In seeking to deprive lawmakers their vote on extending the Libyan campaign, the Obama White House argues that even if activity in Libya may look a lot like war from the outside—may even be war for loyalists of Libyan leader Muammar Gaddafi and the rebels seeking to depose him—it doesn’t actually qualify as war once you define the “is” of U.S. involvement. Basically, Team Obama reasons the United Nations mandate covering the international air force intervention was intended to protect civilians from what looked to be a looming massacre by surging Gaddafi forces—ie. it’s more like humanitarian work or muscular peacekeeping for international forces rather than active, G.I. Joe-type engagement. Meanwhile (the reasoning continues), after the U.S. handed over the lead in the operation to NATO on March 31, American involvement has been mostly been limited to logistical support, intelligence assistance, and drone strikes–leaving the majority of piloted bombing raids to allies like France and Britain, (who were the most gung-ho on intervening in Libya in the first place). And—the White House adds—apart from its $1 billion-plus cost projected through the summer, the Libyan operation has had no significant affects on U.S. operations in Afghanistan and Iraq—Bush-era wars Obama is happy to define as such. By contrast, the administration argues, in Libya the U.S. military is only playing the role of water boy for the big Libyan bruisers who are really playing this zero-sum game of grid-iron combat.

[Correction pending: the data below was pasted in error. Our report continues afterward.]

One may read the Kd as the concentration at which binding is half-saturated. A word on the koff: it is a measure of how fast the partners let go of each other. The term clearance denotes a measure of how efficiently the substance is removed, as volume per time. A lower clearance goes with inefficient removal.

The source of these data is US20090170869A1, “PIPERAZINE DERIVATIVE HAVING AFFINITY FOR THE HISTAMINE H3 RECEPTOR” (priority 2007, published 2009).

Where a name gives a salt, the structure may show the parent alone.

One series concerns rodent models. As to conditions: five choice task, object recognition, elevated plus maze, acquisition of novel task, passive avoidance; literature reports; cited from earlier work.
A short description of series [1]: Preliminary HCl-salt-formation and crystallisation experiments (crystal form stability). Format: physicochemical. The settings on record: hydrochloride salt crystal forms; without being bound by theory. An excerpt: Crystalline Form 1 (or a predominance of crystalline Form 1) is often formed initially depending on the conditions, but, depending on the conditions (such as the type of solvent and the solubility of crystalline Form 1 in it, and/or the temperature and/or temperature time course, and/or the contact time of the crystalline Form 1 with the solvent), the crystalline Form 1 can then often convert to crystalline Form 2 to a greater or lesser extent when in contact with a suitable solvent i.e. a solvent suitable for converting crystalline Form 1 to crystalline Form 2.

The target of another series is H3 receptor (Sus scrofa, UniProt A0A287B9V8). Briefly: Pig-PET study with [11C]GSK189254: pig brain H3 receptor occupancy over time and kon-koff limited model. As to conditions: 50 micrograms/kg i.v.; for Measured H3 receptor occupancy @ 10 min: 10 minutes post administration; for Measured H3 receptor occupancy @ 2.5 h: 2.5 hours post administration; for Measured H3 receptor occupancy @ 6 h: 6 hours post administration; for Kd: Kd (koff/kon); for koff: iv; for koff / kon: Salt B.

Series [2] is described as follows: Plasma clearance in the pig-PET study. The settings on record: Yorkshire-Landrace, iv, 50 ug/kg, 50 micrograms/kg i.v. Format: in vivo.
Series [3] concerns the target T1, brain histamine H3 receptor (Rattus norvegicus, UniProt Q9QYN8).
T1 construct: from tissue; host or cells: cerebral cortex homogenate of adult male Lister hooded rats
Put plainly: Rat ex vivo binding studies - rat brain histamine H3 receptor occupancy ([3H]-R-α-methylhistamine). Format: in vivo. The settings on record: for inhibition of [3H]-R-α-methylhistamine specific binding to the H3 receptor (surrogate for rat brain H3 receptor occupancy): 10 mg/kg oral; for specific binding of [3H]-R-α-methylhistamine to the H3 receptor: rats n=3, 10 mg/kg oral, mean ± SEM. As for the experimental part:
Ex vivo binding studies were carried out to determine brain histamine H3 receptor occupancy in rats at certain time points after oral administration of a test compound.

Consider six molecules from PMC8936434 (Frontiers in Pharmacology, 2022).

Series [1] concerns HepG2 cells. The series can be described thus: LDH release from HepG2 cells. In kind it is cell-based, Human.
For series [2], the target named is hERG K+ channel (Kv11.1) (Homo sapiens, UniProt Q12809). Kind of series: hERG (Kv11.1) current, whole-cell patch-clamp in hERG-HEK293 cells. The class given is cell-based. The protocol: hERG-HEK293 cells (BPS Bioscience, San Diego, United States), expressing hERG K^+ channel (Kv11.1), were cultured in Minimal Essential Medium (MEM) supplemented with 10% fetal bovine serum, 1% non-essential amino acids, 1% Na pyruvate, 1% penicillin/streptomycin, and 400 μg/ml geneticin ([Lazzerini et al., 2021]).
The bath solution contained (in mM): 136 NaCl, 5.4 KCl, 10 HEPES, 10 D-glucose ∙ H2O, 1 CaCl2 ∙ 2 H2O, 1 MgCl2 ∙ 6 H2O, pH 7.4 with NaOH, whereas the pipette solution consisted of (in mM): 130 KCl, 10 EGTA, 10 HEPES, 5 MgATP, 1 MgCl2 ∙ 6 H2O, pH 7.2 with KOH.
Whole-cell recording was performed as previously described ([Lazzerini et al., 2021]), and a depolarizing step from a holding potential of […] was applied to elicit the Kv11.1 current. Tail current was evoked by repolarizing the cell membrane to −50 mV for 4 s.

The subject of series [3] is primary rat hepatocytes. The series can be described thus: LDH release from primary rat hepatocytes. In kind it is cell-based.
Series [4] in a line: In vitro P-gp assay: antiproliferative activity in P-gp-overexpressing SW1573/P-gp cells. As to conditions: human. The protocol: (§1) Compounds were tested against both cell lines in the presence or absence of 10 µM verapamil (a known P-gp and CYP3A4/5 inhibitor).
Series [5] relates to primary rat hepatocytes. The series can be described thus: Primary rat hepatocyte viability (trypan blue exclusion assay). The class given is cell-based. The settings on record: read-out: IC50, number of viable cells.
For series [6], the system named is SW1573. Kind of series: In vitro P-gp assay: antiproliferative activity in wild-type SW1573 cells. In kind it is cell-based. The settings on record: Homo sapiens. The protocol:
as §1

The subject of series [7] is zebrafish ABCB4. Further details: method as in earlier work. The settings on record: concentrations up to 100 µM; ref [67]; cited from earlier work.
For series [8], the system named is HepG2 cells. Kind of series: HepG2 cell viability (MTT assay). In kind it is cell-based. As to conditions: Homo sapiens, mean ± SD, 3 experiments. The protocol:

As noted above, the power-grab by an Obama White House seeking to avoid Congressional push-back (or even smack-down) on Libya marks an embrace of Bush administration tactics by a Democratic leader that seriously increases the likelihood such moves will become a sinister habit among future presidents of both parties. Bush may have set the precedent; Obama’s move risks establishing it as an integral part of the presidential playbook. It also may have more immediate consequences. As Jay’s post points out, while legal history suggests the White House will be able to turn back court challenges by members of Congress complaining the War Powers Resolution is being violated, anger the move has sparked among Republicans and Democrats alike may cost Obama politically. The Libyan campaign is unpopular among public opinion, which is also seriously hacked off at seeing another war—or whatever you want to call it—sucking money from shrinking budgets as another period of economic sluggishness looks ready to set in. Seeking to ignore that displeasure by secluding the decision of prolonging the Libyan operation under a dome of presidential prerogative only seems certain to increase bubbling resentment.
With his re-election looming in 2012, Obama can scarcely afford to dismay voters and alienate his own Democratic allies in Congress with objectionable moves on managing the Libyan campaign. To be sure, Libya will be but one item on the checklist determining how people cast ballots next year, but seeing how willing he was to go it alone on Libya, it’s possible Democrats up for election themselves in 2012 will be only too happy to let the President take all responsibility for the economic and employment outlook going into the polls. Spin it as much as he might, there will only be one way to define “winner” in 2012 voting.